Forensic architects serve multiple purposes throughout construction projects. Most commonly, they are brought in to investigate the root cause of damages caused by construction defects or other damages to buildings. Owners, architects, and contractors also hire forensic architects during the design and construction phase to help identify potential trouble and advise on how to avoid it. These professionals are especially useful when a project team is unable to identify or come to a consensus about the source of a problem. The role of a forensic architect is to be an unbiased, third-party expert, identifying issues within the construction or building, determining causes, and suggesting solutions.
Why a Forensic Architect?
As anyone familiar with the construction industry knows, there may be little time to fix an issue before it becomes a significant problem, which includes delayed occupancy, the threat of lawsuits, and loss of income. There is often finger-pointing about the party at fault. No one wants to be responsible and liable for the mistake that caused the problem. Whatever the issue and its cause, the project team—owner, developer, architect, and contractors—need a lasting, cost-effective solution. This is the time to hire a forensic architect: a neutral third party to determine what has happened and who is likely at fault.
What a Forensic Architect Is and Is Not
Forensic architects are able to investigate and come to an unbiased conclusion because they have education, training, and experience in construction and design and a thorough understanding of construction standards and practices.
Forensic architects are experts in a variety of problems, including:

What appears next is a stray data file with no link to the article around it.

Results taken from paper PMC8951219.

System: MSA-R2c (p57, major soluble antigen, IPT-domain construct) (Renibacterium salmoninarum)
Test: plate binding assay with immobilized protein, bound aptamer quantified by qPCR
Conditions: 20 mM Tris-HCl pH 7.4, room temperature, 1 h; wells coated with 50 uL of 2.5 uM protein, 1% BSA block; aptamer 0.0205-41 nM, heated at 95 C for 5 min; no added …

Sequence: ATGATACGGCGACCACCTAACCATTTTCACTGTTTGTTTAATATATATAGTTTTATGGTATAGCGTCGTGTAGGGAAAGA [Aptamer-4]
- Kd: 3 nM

- Physics of building materials
- How natural forces interact with buildings
- How occupants interact with and use buildings
- Fire resistance of building components
- Building components
- Building systems
- Building functions
Forensic architects are not engineers or scientists, though they may seek the opinion of those experts or may even send materials to a testing lab. There are three general ways a project team can use a forensic architect:
- As a quality assurance measure during the design and construction phase;
- As a construction administrator during the project; and
- For an after-the-fact review when complications arise.
The skills they employ are the same.
When involved in the design process or pre-construction review, a forensic architect can help avoid some situations that become problems once the project is complete. They offer quality assurance for a project. They may review areas including technical design, mechanical systems, and accessibility.
Some project teams hire forensic architects to oversee the project as a construction administrator. As a full part of the construction team, the architect can help qualify construction, identify issues as they arise, and help effectively deal with changes in scope, design, or materials to avoid future problems.
Because of the complex nature of a building and its systems, sometimes problems do not arise until long after the construction is complete and the building is occupied. When called in to deal with a completed troubled project, forensic architects follow a specific process to identify what happened and offer mitigation options. Their job is to:
- Record existing conditions
- Review design documents, specifications, and manufacturer requirements
- Examine building systems
- Determine problems and causes
Forensic architects are a valuable resource for construction projects. They can help avoid trouble in the first place or identify and help mitigate difficulties after the fact. As expert problem solvers, these architects help resolve conflicts and lower risk for everyone involved in the project.
Read more about the role of an expert witness to resolve construction disputes.
CCA has a team of architects, forensics engineers, and construction experts who work together to find the root cause of a problem by examining structures, materials, systems, designs, delays, and construction means and methods. Learn more about our forensics capabilities.